true_variable = true and true false_variable = true and false true_variable = false or true false_variable = false or false true_variable = not false false_variable = not true
not/1 are strictly boolean which means they require their first argument to be a boolean. There are also equivalent boolean operators that work any type of arguments -
Boolean operators use short-circuit evaluation, which means that the expression on the right-hand side of the operator is only evaluated if needed.
Each of the operators has a different precedence, where
not/1 is evaluated before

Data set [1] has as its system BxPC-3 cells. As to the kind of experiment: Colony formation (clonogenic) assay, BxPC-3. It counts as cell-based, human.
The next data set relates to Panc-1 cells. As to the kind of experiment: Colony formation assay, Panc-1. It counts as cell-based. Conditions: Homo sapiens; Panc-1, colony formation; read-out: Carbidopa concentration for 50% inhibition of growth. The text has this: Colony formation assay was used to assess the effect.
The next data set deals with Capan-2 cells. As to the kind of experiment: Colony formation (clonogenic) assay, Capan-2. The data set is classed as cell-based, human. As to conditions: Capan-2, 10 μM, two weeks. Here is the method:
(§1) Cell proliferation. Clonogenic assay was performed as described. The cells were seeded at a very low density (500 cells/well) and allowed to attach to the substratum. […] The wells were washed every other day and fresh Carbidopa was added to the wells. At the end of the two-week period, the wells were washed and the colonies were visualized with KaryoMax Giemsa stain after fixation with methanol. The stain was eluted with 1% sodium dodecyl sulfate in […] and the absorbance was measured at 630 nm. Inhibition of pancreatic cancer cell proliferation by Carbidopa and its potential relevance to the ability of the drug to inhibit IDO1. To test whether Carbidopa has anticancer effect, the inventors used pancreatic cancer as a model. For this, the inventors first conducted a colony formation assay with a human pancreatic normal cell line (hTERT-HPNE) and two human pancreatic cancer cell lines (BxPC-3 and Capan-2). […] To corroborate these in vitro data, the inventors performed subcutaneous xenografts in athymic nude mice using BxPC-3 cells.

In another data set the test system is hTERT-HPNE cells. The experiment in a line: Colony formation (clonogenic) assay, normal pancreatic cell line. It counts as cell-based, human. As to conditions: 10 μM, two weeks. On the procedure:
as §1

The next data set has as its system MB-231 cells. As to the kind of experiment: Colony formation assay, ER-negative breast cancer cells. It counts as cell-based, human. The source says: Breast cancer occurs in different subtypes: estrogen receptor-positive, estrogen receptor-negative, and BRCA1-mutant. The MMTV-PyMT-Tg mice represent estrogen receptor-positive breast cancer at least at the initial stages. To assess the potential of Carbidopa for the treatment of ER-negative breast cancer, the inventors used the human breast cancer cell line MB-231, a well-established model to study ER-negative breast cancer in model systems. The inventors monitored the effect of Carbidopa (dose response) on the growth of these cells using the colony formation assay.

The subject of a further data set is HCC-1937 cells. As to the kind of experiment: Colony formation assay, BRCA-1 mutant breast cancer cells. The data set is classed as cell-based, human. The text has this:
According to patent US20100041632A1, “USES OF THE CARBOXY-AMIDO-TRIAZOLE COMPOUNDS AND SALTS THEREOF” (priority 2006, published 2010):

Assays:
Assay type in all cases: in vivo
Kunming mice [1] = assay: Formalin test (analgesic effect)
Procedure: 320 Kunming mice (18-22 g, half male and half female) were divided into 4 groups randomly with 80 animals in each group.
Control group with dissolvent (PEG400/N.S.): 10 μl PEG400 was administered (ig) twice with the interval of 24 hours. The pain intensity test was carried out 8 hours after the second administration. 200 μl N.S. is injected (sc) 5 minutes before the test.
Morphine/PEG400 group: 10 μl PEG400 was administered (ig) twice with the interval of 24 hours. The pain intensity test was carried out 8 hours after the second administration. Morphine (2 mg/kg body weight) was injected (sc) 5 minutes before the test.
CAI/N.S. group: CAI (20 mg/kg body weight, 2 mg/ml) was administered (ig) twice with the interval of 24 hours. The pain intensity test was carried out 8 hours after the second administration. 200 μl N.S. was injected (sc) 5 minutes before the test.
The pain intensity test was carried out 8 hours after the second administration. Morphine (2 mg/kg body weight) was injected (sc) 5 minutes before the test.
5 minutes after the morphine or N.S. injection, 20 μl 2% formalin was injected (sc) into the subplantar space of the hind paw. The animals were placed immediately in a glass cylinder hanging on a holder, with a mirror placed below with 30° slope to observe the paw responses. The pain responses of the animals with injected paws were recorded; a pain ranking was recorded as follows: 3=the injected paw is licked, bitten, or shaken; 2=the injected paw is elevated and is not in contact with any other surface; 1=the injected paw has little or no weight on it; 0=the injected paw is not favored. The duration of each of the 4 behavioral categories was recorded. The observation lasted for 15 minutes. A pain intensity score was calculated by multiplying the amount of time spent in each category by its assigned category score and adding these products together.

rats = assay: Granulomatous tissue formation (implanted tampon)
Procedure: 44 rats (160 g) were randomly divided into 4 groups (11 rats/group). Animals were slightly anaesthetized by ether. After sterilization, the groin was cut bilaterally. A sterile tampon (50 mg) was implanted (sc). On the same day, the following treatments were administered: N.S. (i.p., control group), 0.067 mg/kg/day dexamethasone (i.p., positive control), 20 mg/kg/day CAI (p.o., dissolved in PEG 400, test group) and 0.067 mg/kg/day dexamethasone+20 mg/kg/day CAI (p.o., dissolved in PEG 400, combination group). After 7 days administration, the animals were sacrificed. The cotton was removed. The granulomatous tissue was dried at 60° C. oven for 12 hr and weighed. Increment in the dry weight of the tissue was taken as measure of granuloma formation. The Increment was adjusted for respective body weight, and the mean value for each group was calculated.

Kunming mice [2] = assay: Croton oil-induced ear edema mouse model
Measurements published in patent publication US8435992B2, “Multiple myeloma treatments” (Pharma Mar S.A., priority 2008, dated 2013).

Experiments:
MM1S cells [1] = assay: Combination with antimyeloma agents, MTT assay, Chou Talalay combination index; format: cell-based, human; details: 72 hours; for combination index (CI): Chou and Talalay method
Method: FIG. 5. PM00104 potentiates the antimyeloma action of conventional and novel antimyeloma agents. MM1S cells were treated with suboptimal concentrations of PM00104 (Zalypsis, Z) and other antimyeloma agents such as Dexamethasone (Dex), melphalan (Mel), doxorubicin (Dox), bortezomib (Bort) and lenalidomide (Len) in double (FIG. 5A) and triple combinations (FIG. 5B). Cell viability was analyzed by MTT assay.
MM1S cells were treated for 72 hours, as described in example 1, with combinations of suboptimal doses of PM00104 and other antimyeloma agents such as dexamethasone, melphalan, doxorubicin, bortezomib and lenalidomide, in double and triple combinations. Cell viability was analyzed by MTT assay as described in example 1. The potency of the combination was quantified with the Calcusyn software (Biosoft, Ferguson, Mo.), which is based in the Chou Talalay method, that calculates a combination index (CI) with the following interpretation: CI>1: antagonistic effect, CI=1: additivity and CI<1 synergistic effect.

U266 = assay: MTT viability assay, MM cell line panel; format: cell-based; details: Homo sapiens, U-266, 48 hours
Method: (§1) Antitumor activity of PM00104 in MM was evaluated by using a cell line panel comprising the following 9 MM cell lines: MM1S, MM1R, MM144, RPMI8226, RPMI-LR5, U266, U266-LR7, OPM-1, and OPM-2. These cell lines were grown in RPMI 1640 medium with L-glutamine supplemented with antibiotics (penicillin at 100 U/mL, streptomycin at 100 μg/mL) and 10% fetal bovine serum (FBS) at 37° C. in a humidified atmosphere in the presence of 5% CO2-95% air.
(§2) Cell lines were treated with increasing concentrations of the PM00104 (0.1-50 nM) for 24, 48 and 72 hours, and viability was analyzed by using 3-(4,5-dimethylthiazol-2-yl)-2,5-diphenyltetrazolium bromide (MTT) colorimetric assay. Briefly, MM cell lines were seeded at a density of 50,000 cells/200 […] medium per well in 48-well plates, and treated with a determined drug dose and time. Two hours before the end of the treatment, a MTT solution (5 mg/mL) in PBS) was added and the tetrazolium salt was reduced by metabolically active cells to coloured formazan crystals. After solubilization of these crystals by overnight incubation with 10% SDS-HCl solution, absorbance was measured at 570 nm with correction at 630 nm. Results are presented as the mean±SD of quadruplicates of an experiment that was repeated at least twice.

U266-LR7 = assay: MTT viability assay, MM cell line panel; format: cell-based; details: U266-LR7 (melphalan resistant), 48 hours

or/2. Brackets can be used to evaluate one part of the expression before the others:
not true and false # => false not (true and false) # => true
When writing a function that returns a boolean value, it is idiomatic to end the function name with a
?. The same convention can be used for variables that store boolean values.
def either_true?(a?, b?) do a? or b? end